The Paycheck Protection Program of the CARES Act Does not Discriminate Against Churches


Harry G. Hutchison

April 10, 2020

4 min read

Public Policy



Based on the ACLJ’s review of the CARES Act, this Bill, which was passed by Congress and signed into law by President Trump, will supply much needed assistance to churches, small businesses, corporations, workers, and families who are adversely impacted by the Coronavirus disease and the resulting pandemic. Assistance to churches and other small businesses is provided by the Paycheck Protection Program (PPP).

Section 1102 of the Act temporarily adds a new product to the U.S. Small Business Administration’s (SBA’s) 7(a) Loan program and Section 1106 of the Act provides for forgiveness of up to the full principal amount of qualifying loans guaranteed under the PPP.

The ACLJ has received numerous inquiries regarding the eligibility of churches to receive aid in a nondiscriminatory manner. Churches are rightly concerned that their unique and constitutionally protected mission will remain unaffected after they apply for, and receive assistance from the SBA loan forgiveness program, which is designed to safeguard employment and cover other expenses incurred by businesses, including 501(c)(3) tax-exempt nonprofit organizations.

We can confirm that PPP assistance to churches will be available in a nondiscriminatory manner that complies with the United States’ Constitution and the Religious Freedom Restoration Act. In other words, churches won’t be forced to give up their autonomy, religious liberty, and firmly held tenets of their faith by taking part in this program.

The Department of Treasury has issued an Interim Final Rule resolving questions from churches seeking to access the Paycheck Protection Program within the meaning of sections 1102 and 1106 of the Coronavirus Aid, Relief and Economic Security Act (CARES Act).

Significantly, the Department of Treasury has verified in writing that churches as eligible recipients of CARES Act loans and as beneficiaries of the Act’s loan forgiveness plan will not be discriminated against nor will they be required to alter their policies. More specifically:

All loans guaranteed by the SBA pursuant to the CARES Act will be made consistent with constitutional, statutory, and regulatory protections for religious liberty, including the First Amendment to the Constitution, the Religious Freedom Restoration Act, 42 U.S.C. 2000bb-1 and bb-3, and SBA regulation at 13 C.F.R. 113.3-1h, which provides: “Nothing in [SBA nondiscrimination regulations] shall apply to a religious corporation, association, educational institution or society with respect to the membership or the employment of individuals of a particular religion to perform work connected with the carrying on by such corporation, association, educational institution or society of its religious activities.”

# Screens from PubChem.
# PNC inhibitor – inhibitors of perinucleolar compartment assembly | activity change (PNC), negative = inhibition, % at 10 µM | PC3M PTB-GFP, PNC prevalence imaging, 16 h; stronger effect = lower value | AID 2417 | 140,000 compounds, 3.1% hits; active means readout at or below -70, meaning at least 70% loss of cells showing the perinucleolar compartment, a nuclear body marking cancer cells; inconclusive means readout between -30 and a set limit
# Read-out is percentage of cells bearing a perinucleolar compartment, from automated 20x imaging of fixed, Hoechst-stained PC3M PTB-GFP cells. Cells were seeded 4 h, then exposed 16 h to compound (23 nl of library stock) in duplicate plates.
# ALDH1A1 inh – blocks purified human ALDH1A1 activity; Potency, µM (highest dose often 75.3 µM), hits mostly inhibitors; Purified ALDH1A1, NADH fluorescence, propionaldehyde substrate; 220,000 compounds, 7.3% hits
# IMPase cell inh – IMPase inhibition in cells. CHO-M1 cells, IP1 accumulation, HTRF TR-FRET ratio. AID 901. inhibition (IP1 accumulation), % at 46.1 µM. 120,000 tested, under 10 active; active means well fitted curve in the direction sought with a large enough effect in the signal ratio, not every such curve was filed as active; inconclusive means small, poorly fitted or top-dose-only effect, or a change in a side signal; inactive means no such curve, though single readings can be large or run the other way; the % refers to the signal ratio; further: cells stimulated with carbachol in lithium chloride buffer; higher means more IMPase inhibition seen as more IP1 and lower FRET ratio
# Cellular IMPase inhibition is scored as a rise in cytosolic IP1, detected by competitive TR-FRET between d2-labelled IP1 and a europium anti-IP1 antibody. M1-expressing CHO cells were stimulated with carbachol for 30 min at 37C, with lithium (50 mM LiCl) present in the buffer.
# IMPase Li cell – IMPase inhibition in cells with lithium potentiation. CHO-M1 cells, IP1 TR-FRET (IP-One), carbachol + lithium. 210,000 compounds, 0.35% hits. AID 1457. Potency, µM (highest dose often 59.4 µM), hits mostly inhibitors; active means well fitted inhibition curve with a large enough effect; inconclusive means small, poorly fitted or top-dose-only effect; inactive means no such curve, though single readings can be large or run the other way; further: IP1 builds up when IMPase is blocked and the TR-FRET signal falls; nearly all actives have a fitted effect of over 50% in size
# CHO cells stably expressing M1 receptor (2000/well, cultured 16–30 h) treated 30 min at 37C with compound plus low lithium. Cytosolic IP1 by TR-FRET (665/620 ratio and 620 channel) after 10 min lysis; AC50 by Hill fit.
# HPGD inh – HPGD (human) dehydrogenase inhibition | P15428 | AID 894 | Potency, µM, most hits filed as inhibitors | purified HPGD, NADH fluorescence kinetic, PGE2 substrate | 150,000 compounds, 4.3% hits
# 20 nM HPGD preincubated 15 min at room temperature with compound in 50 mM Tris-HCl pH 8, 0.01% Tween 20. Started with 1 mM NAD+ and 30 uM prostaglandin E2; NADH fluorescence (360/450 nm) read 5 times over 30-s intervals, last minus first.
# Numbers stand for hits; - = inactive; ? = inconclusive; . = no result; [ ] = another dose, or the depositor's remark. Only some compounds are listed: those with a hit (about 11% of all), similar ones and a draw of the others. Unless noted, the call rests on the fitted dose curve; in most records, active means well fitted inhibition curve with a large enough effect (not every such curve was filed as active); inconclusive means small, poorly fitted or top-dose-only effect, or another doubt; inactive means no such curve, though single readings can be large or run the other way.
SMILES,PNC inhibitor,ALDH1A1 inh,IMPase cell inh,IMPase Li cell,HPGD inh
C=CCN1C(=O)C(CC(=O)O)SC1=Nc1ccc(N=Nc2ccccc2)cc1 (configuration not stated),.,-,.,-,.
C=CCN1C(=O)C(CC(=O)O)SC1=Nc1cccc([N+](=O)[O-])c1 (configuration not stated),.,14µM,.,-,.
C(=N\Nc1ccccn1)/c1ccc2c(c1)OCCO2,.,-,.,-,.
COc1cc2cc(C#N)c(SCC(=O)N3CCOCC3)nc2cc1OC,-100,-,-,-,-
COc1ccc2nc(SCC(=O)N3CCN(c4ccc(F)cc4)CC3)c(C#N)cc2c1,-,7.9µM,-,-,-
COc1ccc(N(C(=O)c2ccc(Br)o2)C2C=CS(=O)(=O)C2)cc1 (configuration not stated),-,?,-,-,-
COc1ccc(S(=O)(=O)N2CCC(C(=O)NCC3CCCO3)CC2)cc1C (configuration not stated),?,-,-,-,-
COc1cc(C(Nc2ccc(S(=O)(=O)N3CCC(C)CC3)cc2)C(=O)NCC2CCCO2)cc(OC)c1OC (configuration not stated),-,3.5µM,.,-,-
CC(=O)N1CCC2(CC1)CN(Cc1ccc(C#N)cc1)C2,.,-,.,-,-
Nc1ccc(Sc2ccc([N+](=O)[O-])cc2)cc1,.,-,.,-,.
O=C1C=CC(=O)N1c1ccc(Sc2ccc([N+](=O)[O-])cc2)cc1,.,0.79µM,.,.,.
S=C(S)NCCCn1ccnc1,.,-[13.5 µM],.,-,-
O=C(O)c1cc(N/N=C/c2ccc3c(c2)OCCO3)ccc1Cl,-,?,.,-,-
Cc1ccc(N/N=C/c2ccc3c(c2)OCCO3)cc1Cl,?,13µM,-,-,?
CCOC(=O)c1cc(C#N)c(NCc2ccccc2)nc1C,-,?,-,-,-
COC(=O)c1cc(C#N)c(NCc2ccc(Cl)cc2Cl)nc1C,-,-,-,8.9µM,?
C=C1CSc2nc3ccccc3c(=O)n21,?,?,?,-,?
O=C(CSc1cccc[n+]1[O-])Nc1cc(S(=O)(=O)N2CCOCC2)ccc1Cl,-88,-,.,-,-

To be clear, the receipt of a loan through any SBA program constitutes Federal financial assistance and carries with it the application of certain temporary nondiscrimination obligations with respect to the distribution of goods, services or accommodations offered to the public. But equally clear, such distribution rules do not apply to a faith-based organization’s ministry activities within its own faith community. This means that loan recipients must serve the public in a way that complies with SBA’s nondiscrimination rules regarding race, color, religion, sex, handicap, age, or national origin with regards to goods, services, or accommodations offered.

As the government’s FAQ explains (emphases added): “For example, SBA’s regulations will require a faith-based organization that operates a restaurant or thrift store open to the public to serve the public without regard to the protected traits listed above.” But at the same time, theses “regulations do not apply to limit a faith-based organization’s ability to distribute food or clothing exclusively to its own members or co-religionists.”

This FAQ makes clear moreover that the government will be careful not to “impose[] substantial burdens on the religious exercise of faith-based loan recipients.”

Finally, these additional nondiscrimination obligations will terminate at the end of the loan period.

The Interim Final Rule of the Department of Treasury, and its explicit nondiscrimination clause protecting churches right to receive funds, signifies the importance of churches within the framework constituted by the First Amendment to the United States Constitution, the Religious Freedom Restoration Act and the terms provided by SBA regulations. By welcoming the participation of churches in the PPP, the CARES Act also recognizes the importance of the fact that there are an estimated 1 million people on the payroll of U.S. churches.

ACLJ readers and supporters should rest assured that we will continue to monitor the implementation of the CARES ACT to ensure compliance with the law. In addition, we will continue to work to safeguard the ability of churches’ to fully participate in the Paycheck Protection Program without facing illegal and unconstitutional scrutiny that hampers their mission.